Data displaying on the screen

There’s been a lot of discussion during the pandemic about the negative affect of news and general information overload – people being glued to their screens, scrolling through endless updates and sensationalist headlines, and the resulting anxiety and depression that can occur.

One thing we’ve noticed that can either help or hinder the situation is the use of data visualisation. They say that “a picture is worth a thousand words”, but if the analogy presented by the visualisation is poor, or insufficiently explained, it can leave people more confused than ever.

A great example of this was a senior economic analyst for one of the major banks in Australia, who was theorizing on the type of recession we were likely to have as a result of Covid. They referenced the shape of the recessional curve – your typical recession resulting in a V shaped curve, with the uplift equal and opposite to the downturn. Then, there was the W shaped recession (also known as the double dip), where there is a brief reprieve before the economy slips into negative growth for a second time before recovering. There was the dreaded L shape recession, where the initial recession is so severe that it takes many years to recover to trendline growth rates. There is the reverse J, the typical J, the double W … and the list goes on. By the end of what was a reasonably short News spot, I felt like I was watching the wrap up speech of Sesame Street (this episode was brought to you by the Letters U, V and L etc…) and I was none the wiser. A good analogy is a thing of beauty. It can make sense of the unknown by connecting it to the familiar. What was lacking here is of course context and the ability of the presenter to stick to one analogy to keep the message simple and clear.

Person view graphs and data

We have been doing a range of work in data visualisation of late and noticed an increasing trend in its use to articulate certain messages or positioning. Whilst this should be a secondary goal, it’s important to ensure you consider the end user of the data and how you can make sure that your visualisation serves its key purpose of communicating clearly and effectively.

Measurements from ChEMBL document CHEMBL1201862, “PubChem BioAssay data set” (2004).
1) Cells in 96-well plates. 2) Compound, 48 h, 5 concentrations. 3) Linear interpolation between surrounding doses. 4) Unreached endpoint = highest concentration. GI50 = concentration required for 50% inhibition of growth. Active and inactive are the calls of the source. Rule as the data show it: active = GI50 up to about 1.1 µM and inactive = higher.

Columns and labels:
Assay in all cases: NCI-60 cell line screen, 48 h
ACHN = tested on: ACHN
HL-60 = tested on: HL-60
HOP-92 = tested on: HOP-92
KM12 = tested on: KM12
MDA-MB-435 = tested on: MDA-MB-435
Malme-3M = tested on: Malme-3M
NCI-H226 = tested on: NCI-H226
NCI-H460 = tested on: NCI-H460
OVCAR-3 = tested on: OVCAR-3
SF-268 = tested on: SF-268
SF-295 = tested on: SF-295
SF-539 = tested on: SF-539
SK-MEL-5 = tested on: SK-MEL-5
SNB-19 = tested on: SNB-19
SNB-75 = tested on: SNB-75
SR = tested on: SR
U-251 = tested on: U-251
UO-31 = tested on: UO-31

In order to do this, we like to stick to what we see as the 5 golden rules of data visualisation.

  1. First and foremost, answer a question – If your visualisation leaves people more confused than when they started, it’s missed the point. The key is to provide intuitive insight by visualising a trend or outlier
  2. Use the right visualisation for the right message – Not everything can be solved with a bar chart. Line charts are best at visualising change over time, bar or pie charts end to be used to show relative scale within a category, scatterplot charts are indicative of a relationship between multiple variables.
  3. Less is always more - don’t overload a chart with data points. The message you are trying to convey will be lost amongst the noise. Indexes are key – make sure the scale of change you are implying is clear by labelling and your indices. This give users understanding of the units of measure you are using. (I see this all the time with weather and particularly swell forecasting, switching between feet and metres for a measure of swell. Since when did we depart from the metric scale?)
  4. Keep things legible – Simple, clear fonts, applied with calculated scarcity, will keep your message clear and simple. Don’t overdo the design of the data visualisation by getting too tricky with font choice, or overloading data points and messaging on a chart. Take your audience and their likely devices into account, and select a font size that serves the best proportion of your audience well. Don’t overdo elements of design either – keep to simple colour palettes and ensure that text is displayed using an appropriate contrast to the background on which it’s placed.
  5. Cater to your audience first and foremost – Too often people see data visualisation as an opportunity to present something that is seemingly sophisticated and complex. That is often ignoring the primary needs of the end user, in favour of positioning the author in a self-serving manner. You should take time to understand the key challenges of the end user, understand the where and the why’s of their accessing the data visualisation, and design accordingly.
A chart of vairious types of graphs

Chris Crammond

Managing Partner

P: 02 8917 7900

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